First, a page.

“That we order some guacamole.”

“Nice idea, Lyric Tree.” He turned to the bartender and put in the order.

*    *    *

Lyric’s insides felt warmed all the way down to the pit of her stomach. She liked the snappiness of Dawes’ conversation.  He was sassy, but still showed good manners.

The guacamole arrived.

“I come from a place where avocados grow.” She stuck her finger in the green mound, then held it out to him.

“You do, huh? I guess that rules out my first guess which was that you’re a New Englander too.”

“My family came from Boston, but left there before I was born.”

“And moved somewhere south.”

“Very far south. Africa.”

“Africa? You’re kidding. Were your parents missionaries?”

“Nope. My father worked for non-profit groups, but mainly as a translator. He’s fluent in Arabic.”

“So you’re talking about North Africa, right?”

“Yes. Morocco. I grew up in a suburb of Tangier.”

“That sure beats my island.”

“Where’s your island located?”

“Far north.”

“North of Boston?”

“Ayuh,” Dawes said in an obvious Maine accent.

“No. You’re from Maine?”

“Ayuh. That would be it.”

Now all those plaid shirts made sense. He was a Downeaster.

“You didn’t go to school on your island, did you?” Lyric knew enough about Maine islanders to know they usually didn’t produce someone like Dawes.

“I did for a spell. Then I went away to school.”

“And that was where?”


Lyric nodded, looking thoughtful. Now she knew where the fine manners came from. She liked them. He’d gone to a school that had played team sports against her father’s school, Kent. She wouldn’t let him know that just yet.

From Lyric (2007) by Rozsa Gaston

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Outdoor pool at Hearst Castle, San Simeon, CA

Swimming in pools help me to achieve the state of being suggested by the Vietnamese monk, activist and writer Thich Nhat Hanh(b. 1926).  I can’t say  swimming in the ocean does the same for me.  I’m mostly a pool girl.  We visited some stunning beaches this past August in California, but the pools we played in really planted me in the present moment.  William Randolph Hearst thoughtfully maintained an indoor pool as well as an outdoor one for the comfort of his guests in any kind of weather.

The Roman Pool at Hearst Castle, San Simeon, CA

The pool at the Getty Villa in Malibu is for reflecting, not swimming.

Pool at Getty Villa, Malibu, CA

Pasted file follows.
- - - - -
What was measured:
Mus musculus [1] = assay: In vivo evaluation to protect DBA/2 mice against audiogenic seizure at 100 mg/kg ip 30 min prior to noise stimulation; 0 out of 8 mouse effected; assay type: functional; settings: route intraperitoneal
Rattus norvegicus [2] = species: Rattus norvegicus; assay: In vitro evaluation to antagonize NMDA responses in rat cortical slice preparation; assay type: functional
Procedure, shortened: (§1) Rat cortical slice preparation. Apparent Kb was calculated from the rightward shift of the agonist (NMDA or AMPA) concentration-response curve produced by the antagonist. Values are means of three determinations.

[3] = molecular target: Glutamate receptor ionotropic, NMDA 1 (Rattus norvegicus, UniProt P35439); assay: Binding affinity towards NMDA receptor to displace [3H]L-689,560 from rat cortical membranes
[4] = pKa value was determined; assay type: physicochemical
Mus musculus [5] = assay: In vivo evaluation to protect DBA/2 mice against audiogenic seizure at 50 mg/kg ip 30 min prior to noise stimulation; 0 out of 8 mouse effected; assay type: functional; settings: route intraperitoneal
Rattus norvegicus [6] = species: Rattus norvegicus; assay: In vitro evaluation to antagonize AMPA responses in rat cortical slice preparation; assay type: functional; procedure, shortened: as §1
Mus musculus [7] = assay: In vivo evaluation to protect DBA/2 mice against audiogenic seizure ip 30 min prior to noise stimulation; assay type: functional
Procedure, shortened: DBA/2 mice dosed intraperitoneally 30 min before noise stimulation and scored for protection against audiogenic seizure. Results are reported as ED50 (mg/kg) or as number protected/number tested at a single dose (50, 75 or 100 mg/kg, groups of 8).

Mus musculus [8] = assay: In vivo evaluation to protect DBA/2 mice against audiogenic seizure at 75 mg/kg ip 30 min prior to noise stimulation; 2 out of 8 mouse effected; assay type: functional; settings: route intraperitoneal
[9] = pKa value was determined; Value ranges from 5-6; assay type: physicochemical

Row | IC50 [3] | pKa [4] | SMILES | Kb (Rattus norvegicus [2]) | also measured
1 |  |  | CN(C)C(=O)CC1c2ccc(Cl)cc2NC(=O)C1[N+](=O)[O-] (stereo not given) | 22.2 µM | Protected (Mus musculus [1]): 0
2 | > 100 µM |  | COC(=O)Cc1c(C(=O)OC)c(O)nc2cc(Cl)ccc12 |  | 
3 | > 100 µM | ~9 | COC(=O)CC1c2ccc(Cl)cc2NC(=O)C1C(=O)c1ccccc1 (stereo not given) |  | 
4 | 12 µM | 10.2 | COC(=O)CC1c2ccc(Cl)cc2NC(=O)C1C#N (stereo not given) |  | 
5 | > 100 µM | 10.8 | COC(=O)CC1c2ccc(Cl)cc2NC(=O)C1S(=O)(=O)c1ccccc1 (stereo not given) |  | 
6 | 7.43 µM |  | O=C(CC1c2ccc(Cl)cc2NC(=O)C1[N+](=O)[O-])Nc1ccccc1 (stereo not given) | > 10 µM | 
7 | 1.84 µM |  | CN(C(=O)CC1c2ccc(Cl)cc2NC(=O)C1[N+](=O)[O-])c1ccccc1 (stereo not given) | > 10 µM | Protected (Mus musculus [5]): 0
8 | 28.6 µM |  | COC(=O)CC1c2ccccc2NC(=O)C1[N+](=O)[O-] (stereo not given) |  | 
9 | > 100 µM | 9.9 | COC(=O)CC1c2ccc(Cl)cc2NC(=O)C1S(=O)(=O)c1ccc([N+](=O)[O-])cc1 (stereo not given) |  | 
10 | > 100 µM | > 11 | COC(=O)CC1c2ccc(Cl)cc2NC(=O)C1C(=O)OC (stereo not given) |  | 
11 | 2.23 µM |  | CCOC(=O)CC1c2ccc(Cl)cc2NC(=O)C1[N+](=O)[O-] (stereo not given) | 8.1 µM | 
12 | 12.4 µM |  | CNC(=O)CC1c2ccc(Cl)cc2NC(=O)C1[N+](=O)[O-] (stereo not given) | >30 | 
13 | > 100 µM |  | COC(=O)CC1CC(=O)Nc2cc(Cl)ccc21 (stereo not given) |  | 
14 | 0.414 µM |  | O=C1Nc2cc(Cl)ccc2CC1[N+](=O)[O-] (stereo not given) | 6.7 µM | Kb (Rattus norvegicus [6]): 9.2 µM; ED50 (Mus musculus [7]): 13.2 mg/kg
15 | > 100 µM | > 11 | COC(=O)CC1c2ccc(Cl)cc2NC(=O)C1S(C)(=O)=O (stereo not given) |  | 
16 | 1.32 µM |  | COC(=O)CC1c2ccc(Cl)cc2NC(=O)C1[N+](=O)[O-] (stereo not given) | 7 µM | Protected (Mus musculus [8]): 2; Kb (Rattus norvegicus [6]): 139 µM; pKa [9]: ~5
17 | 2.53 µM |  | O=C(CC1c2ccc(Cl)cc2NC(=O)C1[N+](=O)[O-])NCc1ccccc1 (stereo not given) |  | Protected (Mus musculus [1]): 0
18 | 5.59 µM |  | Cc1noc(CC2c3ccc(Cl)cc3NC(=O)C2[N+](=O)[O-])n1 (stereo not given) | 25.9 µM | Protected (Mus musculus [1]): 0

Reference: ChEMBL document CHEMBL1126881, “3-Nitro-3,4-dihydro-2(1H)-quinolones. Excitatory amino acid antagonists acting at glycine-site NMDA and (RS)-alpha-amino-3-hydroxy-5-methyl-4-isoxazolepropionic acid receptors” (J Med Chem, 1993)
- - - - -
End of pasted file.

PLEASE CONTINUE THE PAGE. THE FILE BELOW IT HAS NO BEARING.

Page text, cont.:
I am a fan of functional swimming pools, no matter how humble. As soon as I jump in I’m in the present moment.

What glass of wine would you sip while contemplating this quote?

I would sip something chilled and white poolside while contemplating the miracle of dwelling deeply in the present moment and feeling truly alive. Perhaps a 2007 Kistler Chardonnay “Les Noisettes.” Fresh and precise. At $56 per bottle, it comes alive on the palate and lingers there.

What good is this pool if I can’t go in it?

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View from Hearst Castle, San Simeon, CA

Early twentieth century Swiss abstract painter Paul Klee (1879-1940) also said “He has found his style, when he cannot do otherwise.”

I found my style this August vacationing in central California.  Space – vast, luscious space surrounded us as we drove up the coast, the ocean on one side, a vast expanse of mountains and canyons on the other.

Pool at Madonna Inn, San Luis Obispo, CA

Outside of San Luis Obispo we spent two nights at the Madonna Inn. There we frolicked in the pool and two outdoor hot tubs, enjoying the vast vista of the American West spread out before us.

Both nights we dined on organic beef at the hotel’s steakhouse, named for it’s owner and founder,

Alex Madonna.  We danced to the three-piece band until the end of the evening.  Surrounded by a convivial, ballroom dance-loving crowd, average age perhaps 70, our two children were invited by charming strangers to dance while we cut a rug ourselves.

What wine would I sip while contemplating this quote?

Most certainly I would recommend the 2007 Rombauer Vineyards Carneros Merlot from Napa Valley.  Its richly fruity tones of boysenberry, black cherry, and plum are overlaid with a hint of spice. Delicious and complex. At around $28 a bottle it pairs well with steak.

Getty Museum, Malibu, CA